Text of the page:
Having recovered from my fuzzy primer incident, I went back to my Test of Honour Ninja figures to finish them up. I decided to take pictures of the progress as I went along, mainly to see how things were coming out and what was actually effective for my standard table-top quality style. I started first with the ninja hero.
Category: Technique (Page 1 of 5)
My friends have really gotten into the Frostgrave spirit but I thought I should finish up some pending models before I forget. Those models would be my small Test of Honour set. I have had my Ninjas and Samurai ready and primed for a while now and recently thought that I should prime my Ninjas in a dark color to make painting them up go so much quicker. I grabbed the models and got to work.
ugh. What the hell?!
I’ve been slowly getting things up and ready to unpack the basement and the more I work around down there, the more I see how to use the space. One of the things I’m excited about is the open space to set up games in. While the basement is unfinished (unlike the last house), I’m starting to like the flat concrete floor as I’m now fascinated with casters and making everything mobile. It started as a way to lift my shelving up off the floor in case of a low flood out but now the potential has opened up other options.
I ran across something the other day that really got the hamster wheel turning and tangented off all over but eventually landed me on the topic painting styles in miniatures. I’ve studied art while in college and know a bit about the emergence of styles and schools of influence and so when I look at painting miniatures, I wonder what the prevailing styles and schools of thought are.
I still feel very new to the painting scene and so I might be missing a lot of cultural knowledge but I’m always surprised by the lack of diverse styles in the industry. Maybe they are too subtle for me to recognize but it seems to me like the art of painting minis is still in its infancy with painters focused more on trying nail down techniques and not develop an actual style.
It’s funny how quickly a fire can spread, especially with heavy winds. A particularly fast spreading wildfire just hit my game group hard and it has us all scrambling to keep up. Gaslands is one of the Osprey “Blue Book” games’ series where they have a designer put together a rule system and setting in a very defined format. The game, written/designed by Mike Hutchinson, came out last year but really took off with my group thanks to a review of it on the Secret Cabal gaming podcast.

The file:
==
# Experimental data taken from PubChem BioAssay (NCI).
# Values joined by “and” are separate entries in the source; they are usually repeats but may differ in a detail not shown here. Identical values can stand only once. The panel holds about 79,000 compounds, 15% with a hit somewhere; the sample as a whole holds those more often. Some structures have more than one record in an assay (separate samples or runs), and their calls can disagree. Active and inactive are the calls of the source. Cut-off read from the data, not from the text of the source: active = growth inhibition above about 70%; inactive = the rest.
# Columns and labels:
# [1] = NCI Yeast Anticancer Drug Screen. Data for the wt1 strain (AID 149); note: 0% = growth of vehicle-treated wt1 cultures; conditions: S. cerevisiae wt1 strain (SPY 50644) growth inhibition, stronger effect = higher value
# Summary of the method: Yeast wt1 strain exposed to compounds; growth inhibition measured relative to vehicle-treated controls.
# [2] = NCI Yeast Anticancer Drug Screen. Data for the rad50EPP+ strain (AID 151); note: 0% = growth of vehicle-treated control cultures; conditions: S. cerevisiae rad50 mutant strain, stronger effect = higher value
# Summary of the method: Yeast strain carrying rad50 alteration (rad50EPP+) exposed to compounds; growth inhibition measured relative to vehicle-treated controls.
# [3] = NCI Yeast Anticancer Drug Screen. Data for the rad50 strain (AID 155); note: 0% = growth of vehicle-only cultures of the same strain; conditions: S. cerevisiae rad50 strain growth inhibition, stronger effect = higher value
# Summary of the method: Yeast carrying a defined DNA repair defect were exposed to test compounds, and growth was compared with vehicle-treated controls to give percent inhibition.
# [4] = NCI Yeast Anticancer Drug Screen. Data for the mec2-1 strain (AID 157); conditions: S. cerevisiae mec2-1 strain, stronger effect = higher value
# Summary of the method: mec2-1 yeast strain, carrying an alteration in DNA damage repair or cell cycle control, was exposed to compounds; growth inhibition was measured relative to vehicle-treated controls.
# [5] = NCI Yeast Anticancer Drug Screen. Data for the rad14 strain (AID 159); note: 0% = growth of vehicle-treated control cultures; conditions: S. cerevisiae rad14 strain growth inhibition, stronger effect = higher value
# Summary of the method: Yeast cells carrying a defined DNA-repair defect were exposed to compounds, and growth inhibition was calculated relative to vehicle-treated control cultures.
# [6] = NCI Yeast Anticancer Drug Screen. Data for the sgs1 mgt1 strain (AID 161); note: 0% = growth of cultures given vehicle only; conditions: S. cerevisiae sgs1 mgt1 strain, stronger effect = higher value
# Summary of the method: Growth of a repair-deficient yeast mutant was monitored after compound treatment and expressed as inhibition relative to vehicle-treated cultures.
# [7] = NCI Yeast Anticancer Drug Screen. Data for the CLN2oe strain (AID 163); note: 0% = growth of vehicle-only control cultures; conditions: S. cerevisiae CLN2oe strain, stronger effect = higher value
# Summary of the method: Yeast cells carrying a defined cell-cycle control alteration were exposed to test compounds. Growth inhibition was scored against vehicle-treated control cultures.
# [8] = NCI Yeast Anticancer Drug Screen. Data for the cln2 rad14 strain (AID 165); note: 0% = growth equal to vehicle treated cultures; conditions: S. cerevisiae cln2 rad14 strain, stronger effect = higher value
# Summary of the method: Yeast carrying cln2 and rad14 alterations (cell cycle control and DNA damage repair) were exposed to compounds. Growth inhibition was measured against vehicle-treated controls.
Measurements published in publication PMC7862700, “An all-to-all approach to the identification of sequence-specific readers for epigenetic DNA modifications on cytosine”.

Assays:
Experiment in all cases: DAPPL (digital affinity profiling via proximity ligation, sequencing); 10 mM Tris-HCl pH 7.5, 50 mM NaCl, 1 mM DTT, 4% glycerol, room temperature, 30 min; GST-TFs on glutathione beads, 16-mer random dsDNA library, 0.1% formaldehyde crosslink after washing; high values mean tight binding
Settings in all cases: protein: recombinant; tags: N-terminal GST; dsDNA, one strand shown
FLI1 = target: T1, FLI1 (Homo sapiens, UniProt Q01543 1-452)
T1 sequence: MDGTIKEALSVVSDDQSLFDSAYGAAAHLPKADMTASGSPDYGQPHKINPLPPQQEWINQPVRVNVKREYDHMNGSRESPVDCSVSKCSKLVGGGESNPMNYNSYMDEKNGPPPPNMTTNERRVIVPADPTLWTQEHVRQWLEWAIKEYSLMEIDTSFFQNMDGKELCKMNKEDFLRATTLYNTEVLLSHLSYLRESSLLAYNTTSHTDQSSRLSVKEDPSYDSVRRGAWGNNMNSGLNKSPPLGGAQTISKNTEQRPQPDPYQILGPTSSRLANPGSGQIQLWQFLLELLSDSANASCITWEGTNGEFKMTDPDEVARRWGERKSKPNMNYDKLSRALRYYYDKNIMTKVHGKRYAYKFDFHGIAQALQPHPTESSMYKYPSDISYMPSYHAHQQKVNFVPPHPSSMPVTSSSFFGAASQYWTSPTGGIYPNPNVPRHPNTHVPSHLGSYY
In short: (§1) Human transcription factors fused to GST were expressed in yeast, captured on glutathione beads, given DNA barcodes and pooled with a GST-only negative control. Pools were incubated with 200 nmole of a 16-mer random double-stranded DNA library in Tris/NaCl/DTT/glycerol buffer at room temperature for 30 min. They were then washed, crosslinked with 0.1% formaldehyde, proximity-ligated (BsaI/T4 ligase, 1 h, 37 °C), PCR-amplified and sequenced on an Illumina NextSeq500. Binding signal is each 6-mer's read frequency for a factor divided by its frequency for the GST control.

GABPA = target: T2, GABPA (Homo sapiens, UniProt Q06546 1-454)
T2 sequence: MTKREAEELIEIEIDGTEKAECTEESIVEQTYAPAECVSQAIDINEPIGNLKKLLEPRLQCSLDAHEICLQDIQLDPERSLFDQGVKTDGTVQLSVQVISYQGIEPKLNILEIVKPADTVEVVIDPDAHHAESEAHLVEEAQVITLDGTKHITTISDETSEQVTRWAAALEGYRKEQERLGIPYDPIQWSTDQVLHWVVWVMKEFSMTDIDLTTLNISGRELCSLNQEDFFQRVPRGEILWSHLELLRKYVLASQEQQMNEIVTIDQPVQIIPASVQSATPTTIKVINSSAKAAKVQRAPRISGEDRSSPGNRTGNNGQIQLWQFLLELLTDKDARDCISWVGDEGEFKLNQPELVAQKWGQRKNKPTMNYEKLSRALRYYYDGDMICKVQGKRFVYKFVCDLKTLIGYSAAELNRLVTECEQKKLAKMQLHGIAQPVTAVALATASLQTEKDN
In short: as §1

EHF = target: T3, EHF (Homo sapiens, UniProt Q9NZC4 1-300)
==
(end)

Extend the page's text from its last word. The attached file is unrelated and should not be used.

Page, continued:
In essence, the game rule set for miniature car/vehicle combat using template movement a la X-wing (without the hidden selection process). The rule set is super cheap and picking it up is easy by buying the PDF of Osprey’s site or picking up a hardcopy off Amazon.
This week is a little bit of a change up. I didn’t have time to run The Pit this week so I’ll have to do a double dose for next week. I was, however, able to finish up a little side project with an extra truck miniature I picked up with the Collector’s Edition.
I already have two of these painted up so I wanted to do something a little different with a third open and, as I said just Monday, I’m really in to lighting things up. But first I need to see what is under the hood.
With the Test of Honour Dojo complete, it was time to work on the other items that came in that kit: the sword ruler and the lanterns.
The lanterns were the more complicated item since I wanted to pimp mine out a little more. I’m on a big “lighted” components kick so time to light these suckers up as well.